Almost any way you want to look at it, "Ragtime" is a love story.
The musical, adapted from the novel by E. L Doctorow, opened at the Milwaukee Rep this weekend.
The love in this show shines through the bigotry, evil, loneliness, sorrow and the step-by-step journey down the lane of the early 20th century.
Over everything is a love of America, both a love for what it already is as well as what it might well become.
"Ragtime" tells the story of America through three families, one wealthy in New Rochelle, one poor and black and in Harlem and finally a single Jewish immigrant father and his young daughter.
The love in this production is big love and the story is a big story. It would have been easy for Mark Clements, artistic director of the Rep and the director of this show, to get wrapped up in the bigness of it all.
I mean, when you are telling the story of the breaking of the bonds of rich whites, poor blacks and immigrant penniless Jews, you have bitten off a mighty big part of the history of this country.
It would also be easy to fall into the pedantic trap of trying to make sure the audience could pass the test being given after the show.
But Clements, a man in love with great stories and great music, wisely allows the story to tell itself. At no time is there a teacher asking us to raise our hand if we don’t understand.
Instead he allows the music to flow and to carry us back in time to a place we’ve only heard about. And the exuberance of this cast of wonderful singers and dancers gives us a show worth the time travel backwards.
Like any production this large, you tend to walk away with moments seared in your brain. Four characters stood out for me.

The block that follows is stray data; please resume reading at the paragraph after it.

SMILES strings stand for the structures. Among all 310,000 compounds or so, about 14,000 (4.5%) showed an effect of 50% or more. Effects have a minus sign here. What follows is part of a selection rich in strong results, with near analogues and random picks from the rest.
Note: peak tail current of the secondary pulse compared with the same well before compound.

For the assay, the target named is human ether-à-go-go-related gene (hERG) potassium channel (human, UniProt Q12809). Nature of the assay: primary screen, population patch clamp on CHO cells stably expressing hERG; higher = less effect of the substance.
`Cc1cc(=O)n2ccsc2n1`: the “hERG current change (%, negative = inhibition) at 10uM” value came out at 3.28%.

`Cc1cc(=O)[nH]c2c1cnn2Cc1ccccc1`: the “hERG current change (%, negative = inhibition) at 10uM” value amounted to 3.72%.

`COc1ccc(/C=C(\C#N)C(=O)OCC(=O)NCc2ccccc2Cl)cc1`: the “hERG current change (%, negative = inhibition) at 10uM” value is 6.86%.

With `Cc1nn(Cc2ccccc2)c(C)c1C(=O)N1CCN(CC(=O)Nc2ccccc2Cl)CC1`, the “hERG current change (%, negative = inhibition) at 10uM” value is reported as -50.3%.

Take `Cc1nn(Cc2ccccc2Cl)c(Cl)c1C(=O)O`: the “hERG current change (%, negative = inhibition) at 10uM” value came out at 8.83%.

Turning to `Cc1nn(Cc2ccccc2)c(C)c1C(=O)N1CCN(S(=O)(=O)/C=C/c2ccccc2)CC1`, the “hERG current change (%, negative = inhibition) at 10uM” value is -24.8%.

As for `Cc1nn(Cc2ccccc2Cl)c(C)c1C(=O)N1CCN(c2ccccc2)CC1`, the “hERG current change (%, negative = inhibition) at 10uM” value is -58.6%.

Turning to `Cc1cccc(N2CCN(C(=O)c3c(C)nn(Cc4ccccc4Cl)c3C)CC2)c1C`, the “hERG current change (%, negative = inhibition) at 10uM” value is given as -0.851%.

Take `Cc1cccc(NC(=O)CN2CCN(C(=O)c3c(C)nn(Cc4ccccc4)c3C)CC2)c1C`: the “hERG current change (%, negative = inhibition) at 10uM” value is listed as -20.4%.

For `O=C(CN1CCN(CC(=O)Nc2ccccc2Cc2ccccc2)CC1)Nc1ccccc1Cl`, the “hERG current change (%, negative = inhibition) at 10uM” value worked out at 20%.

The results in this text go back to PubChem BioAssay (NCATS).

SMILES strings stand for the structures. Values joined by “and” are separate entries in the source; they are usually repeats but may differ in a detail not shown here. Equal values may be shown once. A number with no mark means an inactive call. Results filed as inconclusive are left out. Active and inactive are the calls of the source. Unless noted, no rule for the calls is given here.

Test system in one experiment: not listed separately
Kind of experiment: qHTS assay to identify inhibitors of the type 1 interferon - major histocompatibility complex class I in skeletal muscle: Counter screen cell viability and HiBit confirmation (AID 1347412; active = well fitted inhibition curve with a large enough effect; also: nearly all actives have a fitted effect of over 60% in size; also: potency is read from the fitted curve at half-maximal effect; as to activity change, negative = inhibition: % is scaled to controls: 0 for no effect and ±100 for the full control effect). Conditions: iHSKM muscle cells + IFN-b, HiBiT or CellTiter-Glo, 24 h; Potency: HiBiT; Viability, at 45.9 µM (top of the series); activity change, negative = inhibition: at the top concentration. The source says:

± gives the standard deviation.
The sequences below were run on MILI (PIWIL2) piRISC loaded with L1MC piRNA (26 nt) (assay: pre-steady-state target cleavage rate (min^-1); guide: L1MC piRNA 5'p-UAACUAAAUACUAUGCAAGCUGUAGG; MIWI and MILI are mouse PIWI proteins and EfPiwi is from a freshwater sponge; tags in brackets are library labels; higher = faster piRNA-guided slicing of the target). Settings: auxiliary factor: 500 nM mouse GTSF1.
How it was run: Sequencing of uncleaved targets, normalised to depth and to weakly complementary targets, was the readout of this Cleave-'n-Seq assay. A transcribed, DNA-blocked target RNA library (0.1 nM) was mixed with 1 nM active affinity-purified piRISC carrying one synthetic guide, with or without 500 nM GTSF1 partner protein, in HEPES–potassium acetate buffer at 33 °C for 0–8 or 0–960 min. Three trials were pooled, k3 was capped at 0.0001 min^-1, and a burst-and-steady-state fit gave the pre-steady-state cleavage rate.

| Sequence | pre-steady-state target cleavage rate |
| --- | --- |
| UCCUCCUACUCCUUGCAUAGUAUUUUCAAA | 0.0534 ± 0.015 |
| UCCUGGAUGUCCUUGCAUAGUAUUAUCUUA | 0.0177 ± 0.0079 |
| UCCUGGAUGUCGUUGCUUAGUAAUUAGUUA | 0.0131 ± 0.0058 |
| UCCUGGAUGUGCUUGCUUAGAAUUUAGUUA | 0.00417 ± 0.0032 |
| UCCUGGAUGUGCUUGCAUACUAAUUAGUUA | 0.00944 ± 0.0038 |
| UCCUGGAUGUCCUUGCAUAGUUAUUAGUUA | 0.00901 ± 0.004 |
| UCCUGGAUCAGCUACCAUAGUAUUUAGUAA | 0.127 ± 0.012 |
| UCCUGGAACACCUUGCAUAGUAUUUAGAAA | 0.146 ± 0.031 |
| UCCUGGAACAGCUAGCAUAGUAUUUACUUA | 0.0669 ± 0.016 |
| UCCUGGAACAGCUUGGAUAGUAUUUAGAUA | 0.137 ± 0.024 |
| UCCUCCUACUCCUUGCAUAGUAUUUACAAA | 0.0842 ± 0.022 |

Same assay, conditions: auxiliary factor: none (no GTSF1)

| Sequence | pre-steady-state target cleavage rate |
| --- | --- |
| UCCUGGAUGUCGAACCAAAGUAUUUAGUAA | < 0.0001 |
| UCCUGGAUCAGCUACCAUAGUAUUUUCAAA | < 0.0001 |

Carmen Cusak, who played the wealthy mother and Josh Landay, who played the immigrant father, each brought a sense of gravitas that surrounded the struggles each faced.
Their duet, late in the play after they meet by chance is haunting. As they stand on a balcony she watches her son and he watches his daughter as together they sing "Our Children." Rarely have I ever heard such a moving song about being a parent.
And after death and destruction have had their day, Michael Doherty, who plays mother’s younger brother and Gavin Gregory, who plays Coalhouse Walker, the black piano player, have a moment that probably sums up America better than I’ve ever heard it. Walker has fathered an illegitimate son and is trying to reclaim his place in the life of the baby. The brother has decided to join the black men in their rage of protest.
The two men sing to each other and Doherty sings: "We have different lives and faces, but our hearts have common places."
It’s that kind of duet that makes this production so very special.
It almost seems like it’s too big, both in terms of physicality and emotional wreckage, to fit into the confines of the Quadracci Powerhouse.
But Clements has kept a steady hand on this galloping steed and the finish line can’t be far away.
It would be easy to mention everyone who had a hand in this production but music director Dan Kazemi, choreographer Stephen Mear and a wonderful set design by Todd Edward Ivins deserve special accolades.
Ragtime runs through Oct. 27. Information is available at milwaukeerep.com.
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